Controversial terms removed from Comp Plan

Tia Lynn Ivey News

A draft of Madison’s Comprehensive Plan, a long-term visionary document laying out the goals for Madison’s future, was tweaked and approved at Monday evening’s Mayor and City Council Meeting, after another public hearing.  Changes centered around adding protections for the Historic District and revising controversial language that was previously criticized at the last public hearing for the Comp Plan Draft.

At the last public hearing, complaints over the inclusion the terms “racism” and “classism” in a self-assessment portion on social and economic development of the appendix of the Comp Plan, prompted the council to revise the section before passing the draft—deleting both controversial terms from the text.

The original statement read: “Madison has studied a range of housing issues (vacant lots and undeveloped land, valuations, neighborhood destabilization, market demand, rising construction, costs, homelessness, and objections to modest infill.  Variable housing options are being explored for current /future Urban Redevelopment Areas to avoid further classism and racism conflicts in more affluent areas.”

The council opted to change it to: “Variable housing options are being explored for current /future Urban Redevelopment Areas to accommodate more economically inclusive and socially diverse neighborhoods. “

The council also added language designed to further protect the Historic District from inappropriate development.

Under the section for “Traditional Residential Areas, character area descriptions, historic neighborhoods and modern subdivisions,” the council opted to add the clause that  “minimal growth can be accommodated by infill in existing residential areas.”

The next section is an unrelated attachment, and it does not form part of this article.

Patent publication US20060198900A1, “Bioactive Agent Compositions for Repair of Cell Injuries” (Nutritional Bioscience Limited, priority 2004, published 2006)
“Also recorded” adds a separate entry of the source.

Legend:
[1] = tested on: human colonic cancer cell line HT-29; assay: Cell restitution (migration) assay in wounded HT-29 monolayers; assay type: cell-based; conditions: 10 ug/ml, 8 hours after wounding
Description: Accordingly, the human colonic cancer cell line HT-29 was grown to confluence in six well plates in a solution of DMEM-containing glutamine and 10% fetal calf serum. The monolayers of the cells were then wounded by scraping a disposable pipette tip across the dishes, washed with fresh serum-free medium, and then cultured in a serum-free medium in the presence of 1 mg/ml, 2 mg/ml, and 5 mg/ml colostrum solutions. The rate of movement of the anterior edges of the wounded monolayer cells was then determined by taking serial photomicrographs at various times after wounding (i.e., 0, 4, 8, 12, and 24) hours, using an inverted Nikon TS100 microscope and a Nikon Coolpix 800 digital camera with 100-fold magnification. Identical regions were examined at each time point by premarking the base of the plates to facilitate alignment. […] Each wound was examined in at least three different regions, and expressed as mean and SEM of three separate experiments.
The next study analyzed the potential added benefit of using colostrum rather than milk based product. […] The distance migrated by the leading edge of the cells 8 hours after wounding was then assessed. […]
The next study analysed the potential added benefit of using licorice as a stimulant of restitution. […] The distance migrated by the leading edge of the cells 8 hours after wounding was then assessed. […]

The council pushed for the change after Celia Murray, on behalf of the Madison Historic Coalition, spoke during the public hearing portion of the meeting, pleading with members to add stronger language to protect the Historic District.

“The Historic District is without question culturally and economically valuable to the community. It’s been regionally recognized as an important resource,” said Murray. “The concern of the coalition is that while the comp plan does acknowledge the Historic District, it does not afford much protection for the Historic District. Murray argued that the previous comp plan contained stronger protections for the Historic District, but City Planner Monica Callahan that the Comp Plan, even the former Comp Plan, may not provide as much protection as people think.

“The community is not in agreement on what appropriate density is,” said Callahan, who noted the section in question addresses multiple areas of the city.

“I am not being ugly, but the Historic District is not any more important than any of our other districts, I think we have to remember all of our residents. It’s harder to write a density that suits the entire city. It’s just too diverse.”

“Also, as an administrator of the preservation ordinance for 20 years, I don’t think this provides the level of protection they think it does,” said Callahan of the Comp Plan addition.  “People will still disagree on what ‘minimal’ in-fill is.”

The council unanimously voted to approve the Comp Plan Draft. The draft will be sent to Georgia’s Department of Community Affairs for review before it is sent back to the city to be finalized.

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